We've previously written about a Takings Clause case filed to challenge Washington D.C.'s practice of permitting private companies to buy tax liens, institute foreclosure proceedings, and keep the entire value of the property (not just the amount needed to satisfy the debt). On Friday, D.C. moved to dismiss the suit on a variety of procedural grounds plus one substantive one: according to the District, citing mostly authority from the 1950s and '60s, the Takings theory is a loser. In the words of one of D.C.'s key authorities, "[t]he total forfeiture seems extremely harsh when overdue taxes amount to only two or three percent of the property's value. But oppressive statutes must be tempered by the legislature, not the courts." Balthazar v. Mari Ltd., 301 F. Supp. 103, 106 n.6 (N.D. Ill. 1969), aff’d, 396 U.S. 114 (1969) (citing Nelson v. New York City, 352 U.S. 103, 110-11 (1956)). Nelson, in turn, rejected a Takings Clause claim against New York City's retention of property (in one instance) or proceeds of a property sale (in a second instance) in excess of amounts the owners of the properties owed the city, although the chief claims in that case appear to have been procedural due process and equal protection.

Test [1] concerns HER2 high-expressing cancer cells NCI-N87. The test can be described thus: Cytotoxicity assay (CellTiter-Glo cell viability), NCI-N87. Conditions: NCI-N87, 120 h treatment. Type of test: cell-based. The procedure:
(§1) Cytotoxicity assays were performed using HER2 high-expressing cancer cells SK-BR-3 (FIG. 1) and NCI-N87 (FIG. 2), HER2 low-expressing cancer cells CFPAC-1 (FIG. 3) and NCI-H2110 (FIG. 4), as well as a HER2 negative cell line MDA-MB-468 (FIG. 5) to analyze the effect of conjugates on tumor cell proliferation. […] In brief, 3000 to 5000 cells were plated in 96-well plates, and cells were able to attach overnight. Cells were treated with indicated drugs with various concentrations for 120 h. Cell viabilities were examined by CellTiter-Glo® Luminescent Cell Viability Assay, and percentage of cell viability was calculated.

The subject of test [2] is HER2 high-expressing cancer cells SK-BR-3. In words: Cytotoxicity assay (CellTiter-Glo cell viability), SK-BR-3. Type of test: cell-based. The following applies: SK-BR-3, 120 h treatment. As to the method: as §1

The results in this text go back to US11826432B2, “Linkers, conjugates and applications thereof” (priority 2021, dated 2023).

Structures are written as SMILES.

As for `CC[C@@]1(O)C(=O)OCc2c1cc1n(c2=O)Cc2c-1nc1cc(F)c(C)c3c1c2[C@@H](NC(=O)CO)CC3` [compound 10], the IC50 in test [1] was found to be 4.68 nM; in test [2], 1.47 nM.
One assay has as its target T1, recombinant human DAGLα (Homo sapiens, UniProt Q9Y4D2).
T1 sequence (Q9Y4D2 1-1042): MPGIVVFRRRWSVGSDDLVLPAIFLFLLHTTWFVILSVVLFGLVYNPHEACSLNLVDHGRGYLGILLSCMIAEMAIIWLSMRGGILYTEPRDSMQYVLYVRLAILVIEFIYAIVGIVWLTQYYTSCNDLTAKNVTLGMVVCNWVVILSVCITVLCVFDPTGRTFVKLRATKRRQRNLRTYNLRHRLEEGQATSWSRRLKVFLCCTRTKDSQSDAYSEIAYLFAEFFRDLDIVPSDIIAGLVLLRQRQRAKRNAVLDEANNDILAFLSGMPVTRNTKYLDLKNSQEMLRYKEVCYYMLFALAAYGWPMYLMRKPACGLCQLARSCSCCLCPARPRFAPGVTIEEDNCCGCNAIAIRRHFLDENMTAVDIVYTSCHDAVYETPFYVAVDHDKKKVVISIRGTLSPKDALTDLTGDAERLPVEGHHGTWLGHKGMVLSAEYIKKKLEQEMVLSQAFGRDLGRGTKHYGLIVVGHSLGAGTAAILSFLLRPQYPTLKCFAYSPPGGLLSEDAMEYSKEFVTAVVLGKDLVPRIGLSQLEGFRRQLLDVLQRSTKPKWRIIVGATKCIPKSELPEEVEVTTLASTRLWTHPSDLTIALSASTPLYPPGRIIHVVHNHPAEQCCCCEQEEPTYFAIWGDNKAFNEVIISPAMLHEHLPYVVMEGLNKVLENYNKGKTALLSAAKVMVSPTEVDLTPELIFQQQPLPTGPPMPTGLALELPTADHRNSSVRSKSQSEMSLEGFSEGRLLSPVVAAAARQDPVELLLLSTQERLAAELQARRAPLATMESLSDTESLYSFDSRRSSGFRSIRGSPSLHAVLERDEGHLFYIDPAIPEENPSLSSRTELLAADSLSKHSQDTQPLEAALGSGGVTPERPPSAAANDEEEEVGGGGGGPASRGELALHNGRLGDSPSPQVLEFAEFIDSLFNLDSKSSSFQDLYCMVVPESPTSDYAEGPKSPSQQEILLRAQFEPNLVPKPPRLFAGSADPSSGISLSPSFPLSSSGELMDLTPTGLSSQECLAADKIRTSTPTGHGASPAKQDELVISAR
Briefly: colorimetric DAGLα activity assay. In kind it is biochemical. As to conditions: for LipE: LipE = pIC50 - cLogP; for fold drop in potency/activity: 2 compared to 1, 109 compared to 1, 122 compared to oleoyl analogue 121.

These cases were decided long before the Supreme Court's modern Takings Clause jurisprudence. I wonder what today's Court would think.